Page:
Playing in Pro Bowl? Stars don't say, `I do'

Not gathered in Hawaii, NFL's best flout vow to love game in sickness, health

Sports Plus

February 10, 2002|By Andy Knobel | Andy Knobel,SUN STAFF

You'd think a trip to Hawaii would be incentive enough, but for the NFL's Pro Bowl organizers, luring the league's top performers to its annual all-star showcase has been nothing but trouble.

This year, the sport's standouts were promised an upgraded deal that includes two first-class tickets instead of one, top-flight hotel accommodations and limousines to transport players and guests around the island.

So which invited players were missing from yesterday's game for reasons ranging from illness to alleged injury? Tony Gonzalez, Brett Favre, Isaac Bruce, Orlando Pace, Troy Vincent, Charles Woodson, Rod Smith, Jerome Bettis, Jimmy Smith, Derrick Brooks, Wesley Walls, Sam Madison, Larry Allen, Warren Sapp, Trevor Pryce and Zach Thomas.

Matt Birk, too, only he had the best reason.

The Minnesota Vikings center got married Friday.

His wedding date was set more than half a year ago - well before the Sept. 11 terrorist attacks pushed the season and Pro Bowl back a week. When Birk learned in early January that he had been voted to the NFC team for a second straight year, it was too late to postpone the nuptials.

"I think if I don't go through with it then, she might not want to go through with it at all after that," he said.

Smart man.

Birk's wedding made a happy man out of San Francisco 49ers center Jeremy Newberry, his replacement on the Pro Bowl squad.

"He [Newberry] better get him a nice wedding gift," 49ers coach Steve Mariucci said.

Enemy territory

Norman Chad, who writes a sports humor column on AOL.com, takes a more pessimistic view of marriage.

Commenting on the fact that an American soldier in Afghanistan proposed to his girlfriend live on Fox's Super Bowl pre-game show, Chad wrote:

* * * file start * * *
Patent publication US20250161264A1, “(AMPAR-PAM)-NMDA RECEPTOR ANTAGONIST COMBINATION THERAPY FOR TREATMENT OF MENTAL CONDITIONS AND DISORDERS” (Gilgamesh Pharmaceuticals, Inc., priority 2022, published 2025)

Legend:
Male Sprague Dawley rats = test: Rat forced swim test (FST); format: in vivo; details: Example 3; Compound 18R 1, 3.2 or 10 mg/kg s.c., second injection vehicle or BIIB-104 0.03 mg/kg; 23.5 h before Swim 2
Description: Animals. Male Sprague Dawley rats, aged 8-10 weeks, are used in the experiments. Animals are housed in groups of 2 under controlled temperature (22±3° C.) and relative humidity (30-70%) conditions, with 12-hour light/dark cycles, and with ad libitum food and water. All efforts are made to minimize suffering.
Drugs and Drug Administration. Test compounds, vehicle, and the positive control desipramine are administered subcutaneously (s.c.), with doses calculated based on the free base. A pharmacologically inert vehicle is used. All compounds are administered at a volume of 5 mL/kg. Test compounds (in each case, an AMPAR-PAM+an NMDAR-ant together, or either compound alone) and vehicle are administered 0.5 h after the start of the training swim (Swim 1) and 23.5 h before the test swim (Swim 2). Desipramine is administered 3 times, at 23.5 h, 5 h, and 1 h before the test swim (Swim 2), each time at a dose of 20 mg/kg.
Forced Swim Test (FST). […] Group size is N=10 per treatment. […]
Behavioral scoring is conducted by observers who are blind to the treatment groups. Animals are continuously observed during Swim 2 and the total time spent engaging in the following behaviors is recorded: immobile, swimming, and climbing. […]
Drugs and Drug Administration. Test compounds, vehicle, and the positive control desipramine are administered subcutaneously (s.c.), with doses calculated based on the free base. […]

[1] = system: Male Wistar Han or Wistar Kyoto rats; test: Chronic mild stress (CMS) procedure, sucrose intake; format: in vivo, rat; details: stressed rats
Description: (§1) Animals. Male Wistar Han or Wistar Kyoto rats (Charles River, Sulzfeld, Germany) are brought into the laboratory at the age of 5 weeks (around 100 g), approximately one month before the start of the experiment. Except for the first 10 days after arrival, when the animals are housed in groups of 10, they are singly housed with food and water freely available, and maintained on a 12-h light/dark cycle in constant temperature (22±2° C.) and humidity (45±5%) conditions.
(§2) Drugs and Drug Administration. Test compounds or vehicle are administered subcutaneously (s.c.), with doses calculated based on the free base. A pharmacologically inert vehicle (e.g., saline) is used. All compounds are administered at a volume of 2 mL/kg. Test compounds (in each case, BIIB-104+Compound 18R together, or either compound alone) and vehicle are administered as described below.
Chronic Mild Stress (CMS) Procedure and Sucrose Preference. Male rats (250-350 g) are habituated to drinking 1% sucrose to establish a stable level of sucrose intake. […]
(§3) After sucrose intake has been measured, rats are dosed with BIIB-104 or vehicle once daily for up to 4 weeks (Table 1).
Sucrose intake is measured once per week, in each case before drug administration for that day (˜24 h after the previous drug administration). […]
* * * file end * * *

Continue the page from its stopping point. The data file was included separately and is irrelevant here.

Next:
"I know war zones are tough, but there's no reason to lose your head."

Behind every man ...

There's nothing like an NFL wife to put a player's career into perspective for the public.

When St. Louis Rams quarterback Kurt Warner won the NFL's Most Valuable Player Award last month, he had bruised vocal cords and was unable to answer questions from the media.

Brenda, his wife, filled in, opening her remarks by saying: "Kurt would first like to thank his wife for everything he's ever done."

Soft landing

A week after being fired by the Buccaneers, Tony Dungy was named coach of the Indianapolis Colts, who will pay him about $1 million more a year than he made with Tampa Bay. He also inherits an offense led by Peyton Manning, Edgerrin James and Marvin Harrison.

"If this were a divorce," said David Whitley of The Orlando (Fla.) Sentinel, "it was like being kicked out of the house by Leona Helmsley and having Jennifer Connelly pull up in a Ferrari and ask whether you want to go for a ride."

23 skidoo

Before NBA star Michael Jordan and his wife, Juanita, announced that they would try to reconcile their differences, sports columnists had a field day with their apparently impending divorce.

Wrote Gene Frenette of the Florida Times-Union: "Juanita Jordan is asking for half of Jordan's property. If Juanita gets her way, that means she gets three NBA rings without scoring a point?"

Added Atlanta Journal-Constitution columnist Steve Hummer: "So who gets custody of Ahmad Rashad?"

Compiled from wire reports and Web sites.

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